My current grocery shopping strategies to help save money have become vital to our current life due to changes in our life and the economy. Our grocery budget has increased since baby Fee has started various solids foods, and sometimes I need convenience to feed myself when Kyler is working nights and I am solo. And, as many of you have probably experienced, the current economy has increased prices for groceries. In this blog post, I will be sharing my grocery shopping strategies and how it impacts our spending.

Disclosure: I am a Thrive Market affiliate. I may receive a commission when you make purchases using the links in my blog posts at no additional cost to you.

Our Grocery Shopping Budget

Currently, I am still trying to figure out how to wrangle in this part of our budget. It was a lot easier with just the two of us, and we rarely give Ophelia an exclusive pureed meal, but things are all over the place sometimes for me.

Current Grocery Shopping Strategies

Grocery Shopping Strategy: Meal Planning

If you are a regular reader of The Tiny Twenty-Something, then you know how important meal planning is to me! However, since pregnancy I have totally fallen off of that track! Then a couple weeks ago, I went fully committed to 3 meals a day. Now, meal planning is back on track and more important than ever.

Meal planning can curb overzealous spending, start with reading my in-depth article: How to Make ANY Meal Plan Rotation.

Strategy: Fetch

I have been using Fetch for several months now. I started using it to build up points for gift cards. I’ve written before about grocery shopping habits that included Checkout51 and Ibotta. This is a similar app but better! Every time you make a purchase, you get 25 coins. If you buy select brands, you get 10 (or more) points per $1 spent on those items. For example, the Annie’s mac n cheese costs $5.99 at Target, I got 60 points. If I got gas, I scan the receipt and get 25 coins. If I spend money at Costco, 25 points or more if we both something like Mountain Dew.

When you reach certain thresholds, you can use your points to redeem gift cards from a long list of companies. I typically redeem for $10 gift cards to Target, but others include companies like Amazon, Ulta, and more.

Extra special brands like Huggies, the parent company Annie’s, General Mills, etc. have their own rewards programs within the app and you get bonus points for reaching certain thresholds.

Strategy: Target & RedCard

I have been saving money at Target for years now– since freshman year at college (soo like 10 years!). The grocery shopping strategy I use most is the RedCard debit card (or credit card but we have a debit card). You get 5% off every purchase. When you use Target Circle to select coupons, you can save on most relevant purchases and all savings stack. So if you buy Tide detergent, you could get $1 in store. If you buy Bounty paper towels, or Charmin toilet paper, you could get something like 10% off and then at the checkout, the additional 5% savings. With Fetch, I redeem for $10+ gift cards and add them to my Target app Wallet and everything is handled when I scan the barcode.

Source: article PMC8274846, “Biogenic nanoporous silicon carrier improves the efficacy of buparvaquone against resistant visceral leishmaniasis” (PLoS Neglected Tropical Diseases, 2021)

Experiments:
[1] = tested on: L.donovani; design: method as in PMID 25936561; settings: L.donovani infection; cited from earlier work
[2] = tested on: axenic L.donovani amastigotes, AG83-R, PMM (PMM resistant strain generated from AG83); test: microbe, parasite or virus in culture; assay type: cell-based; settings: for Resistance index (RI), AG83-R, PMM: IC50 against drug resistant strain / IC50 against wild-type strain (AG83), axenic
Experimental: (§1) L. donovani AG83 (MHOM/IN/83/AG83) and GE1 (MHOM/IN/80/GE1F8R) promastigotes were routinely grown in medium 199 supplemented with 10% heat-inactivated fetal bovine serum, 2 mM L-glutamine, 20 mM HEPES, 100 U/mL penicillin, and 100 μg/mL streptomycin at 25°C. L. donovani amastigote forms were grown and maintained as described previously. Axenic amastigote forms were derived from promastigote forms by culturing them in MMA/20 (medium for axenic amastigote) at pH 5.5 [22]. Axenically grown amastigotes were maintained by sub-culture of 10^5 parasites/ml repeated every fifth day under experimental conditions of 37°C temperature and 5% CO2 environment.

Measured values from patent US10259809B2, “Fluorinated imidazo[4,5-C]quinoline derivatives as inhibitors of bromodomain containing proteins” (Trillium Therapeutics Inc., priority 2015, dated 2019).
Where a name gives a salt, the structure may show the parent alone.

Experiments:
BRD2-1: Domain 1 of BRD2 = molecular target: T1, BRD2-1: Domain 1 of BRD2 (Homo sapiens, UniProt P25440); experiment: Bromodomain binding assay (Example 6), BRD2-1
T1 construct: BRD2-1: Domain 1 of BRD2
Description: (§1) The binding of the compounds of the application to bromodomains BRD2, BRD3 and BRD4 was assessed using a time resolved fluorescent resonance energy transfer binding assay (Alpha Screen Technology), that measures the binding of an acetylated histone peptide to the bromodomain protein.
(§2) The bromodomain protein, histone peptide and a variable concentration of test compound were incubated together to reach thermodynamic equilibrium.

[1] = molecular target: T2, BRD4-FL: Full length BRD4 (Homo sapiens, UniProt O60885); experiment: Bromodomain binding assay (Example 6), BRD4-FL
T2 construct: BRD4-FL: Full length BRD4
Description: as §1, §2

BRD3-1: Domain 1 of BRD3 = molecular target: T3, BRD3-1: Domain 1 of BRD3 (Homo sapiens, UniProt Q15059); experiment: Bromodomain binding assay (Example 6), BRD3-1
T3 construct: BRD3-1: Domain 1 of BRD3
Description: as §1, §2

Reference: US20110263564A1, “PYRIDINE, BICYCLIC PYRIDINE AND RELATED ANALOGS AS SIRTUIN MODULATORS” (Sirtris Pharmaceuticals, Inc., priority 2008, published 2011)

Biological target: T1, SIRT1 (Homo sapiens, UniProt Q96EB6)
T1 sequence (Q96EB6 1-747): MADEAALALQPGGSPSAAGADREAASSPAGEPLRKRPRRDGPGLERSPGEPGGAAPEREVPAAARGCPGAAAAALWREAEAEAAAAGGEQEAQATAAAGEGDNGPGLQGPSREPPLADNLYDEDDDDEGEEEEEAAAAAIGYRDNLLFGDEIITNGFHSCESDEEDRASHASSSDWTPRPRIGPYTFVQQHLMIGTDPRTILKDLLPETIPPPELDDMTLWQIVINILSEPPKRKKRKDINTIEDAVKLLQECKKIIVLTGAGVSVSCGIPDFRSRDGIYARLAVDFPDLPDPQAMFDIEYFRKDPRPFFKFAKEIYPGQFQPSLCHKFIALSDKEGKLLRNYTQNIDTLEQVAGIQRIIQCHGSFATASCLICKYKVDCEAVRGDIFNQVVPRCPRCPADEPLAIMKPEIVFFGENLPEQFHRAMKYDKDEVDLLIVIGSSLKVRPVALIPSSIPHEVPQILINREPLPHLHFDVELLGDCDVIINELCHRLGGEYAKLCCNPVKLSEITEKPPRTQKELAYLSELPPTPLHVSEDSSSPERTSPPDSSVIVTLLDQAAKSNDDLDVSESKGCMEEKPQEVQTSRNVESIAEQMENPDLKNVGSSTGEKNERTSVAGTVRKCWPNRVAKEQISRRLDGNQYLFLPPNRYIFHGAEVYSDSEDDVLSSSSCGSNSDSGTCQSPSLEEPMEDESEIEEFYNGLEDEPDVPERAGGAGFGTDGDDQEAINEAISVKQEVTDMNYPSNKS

Strategy: Costco & Thrive Market Memberships

When it comes to purchasing annual memberships, the advice I want to emphasize the most is that you should only purchase a store membership if you will actually use the membership enough to save money. We started our Costco membership with the executive membership thinking that we would shop there enough to receive cash back at the end of the year to pay off said cost of the membership, but we didn’t so we downgraded our membership.

Costco as a Money Saving Strategy-

Costco has always been the go-to option for purchasing meats, some produce (depending on the season), ‘convenience foods’ like frozen pizzas, and bread. Our membership costs $60 and obviously if we save more than $60 worth of groceries/sundries, then the membership has been paid off.

Thrive Market as a Money Saving Strategy-

This year I started buying more baby food and baby friendly snacks on Thrive Market. I have been buying Serenity Kids food pouches a lot lately because of the convenience, organic ingredients, and I am a huge fan of puree POUCHES. I buy meat purees and produce purees. The fruit/veggies pouches can easily be split into 3 meals when I mix with cereal.

A Thrive Market Membership is $60/year and if you don’t spend/save at least $60, you will get Thrive Market Cash for the remaining amount. For instance, I didn’t shop from Thrive Market that much in 2022- I spent $40 that year- when my membership renewed, I was given $20 Thrive Market Cash (essentially a gift card).

Currently, Fee is obsessed with the chicken, beef, butternut squash, wild-caught salmon and sweet potato pouches from Serenity Kids. I feel at ease giving her these pouches because they are organic, have bone broth, and are a quick meal. For me, this is a grocery saving strategy because 1. we don’t give her the meat ones everyday, 2. the fruit or veggie ones get split into 3 meals when combined with whole grain cereal.


The cost of buying Serenity Kids varies by product, but I have not spent more than $23 per box of pouches. You get 6 3.5 ounce pouches, 1 box of a fruit or veggie pouch = 18 meals for us. She does not get a meat pouch everyday so I feel that I am saving money on baby purees. I will have an in-depth article about How to Save Money on Baby Food later and update this post with that link later!

happy with her puffs

Final Thoughts on These Grocery Shopping Strategies

I hope you found this post useful. My plan is to be more diligent about sharing actual costs of meals with you on the blog and Instagram. And I tried to arrange this post in a “cheapest to cheap” scale starting with meal planning and then strategizing with memberships.

Do you have any tips to share? Share in the comments!